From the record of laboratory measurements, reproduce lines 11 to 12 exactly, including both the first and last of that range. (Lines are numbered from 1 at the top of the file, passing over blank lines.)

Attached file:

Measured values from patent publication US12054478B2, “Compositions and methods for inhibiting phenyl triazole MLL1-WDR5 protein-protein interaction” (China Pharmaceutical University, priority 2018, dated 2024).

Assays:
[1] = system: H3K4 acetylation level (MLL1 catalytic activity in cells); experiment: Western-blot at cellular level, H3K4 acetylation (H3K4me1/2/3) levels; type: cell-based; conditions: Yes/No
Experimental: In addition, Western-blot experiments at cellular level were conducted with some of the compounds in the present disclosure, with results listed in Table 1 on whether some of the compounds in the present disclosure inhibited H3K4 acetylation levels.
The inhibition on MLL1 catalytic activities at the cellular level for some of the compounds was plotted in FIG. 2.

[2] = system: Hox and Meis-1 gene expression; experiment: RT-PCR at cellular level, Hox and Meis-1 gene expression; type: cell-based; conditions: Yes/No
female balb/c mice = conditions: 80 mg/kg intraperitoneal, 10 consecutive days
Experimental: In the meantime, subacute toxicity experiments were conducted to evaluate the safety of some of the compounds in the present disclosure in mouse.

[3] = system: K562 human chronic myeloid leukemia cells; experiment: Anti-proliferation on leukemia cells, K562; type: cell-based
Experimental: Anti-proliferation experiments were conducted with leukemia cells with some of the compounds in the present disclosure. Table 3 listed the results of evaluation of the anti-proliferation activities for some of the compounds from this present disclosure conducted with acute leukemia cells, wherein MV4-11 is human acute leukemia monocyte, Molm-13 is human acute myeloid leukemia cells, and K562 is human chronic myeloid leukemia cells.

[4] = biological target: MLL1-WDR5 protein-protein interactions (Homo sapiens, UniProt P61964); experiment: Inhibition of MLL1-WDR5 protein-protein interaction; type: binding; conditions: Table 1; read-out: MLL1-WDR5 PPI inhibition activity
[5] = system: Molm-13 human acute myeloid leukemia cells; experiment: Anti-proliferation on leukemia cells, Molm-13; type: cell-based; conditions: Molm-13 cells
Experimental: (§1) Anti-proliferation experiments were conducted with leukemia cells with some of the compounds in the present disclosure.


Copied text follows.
[4] = biological target: MLL1-WDR5 protein-protein interactions (Homo sapiens, UniProt P61964); experiment: Inhibition of MLL1-WDR5 protein-protein interaction; type: binding; conditions: Table 1; read-out: MLL1-WDR5 PPI inhibition activity
[5] = system: Molm-13 human acute myeloid leukemia cells; experiment: Anti-proliferation on leukemia cells, Molm-13; type: cell-based; conditions: Molm-13 cells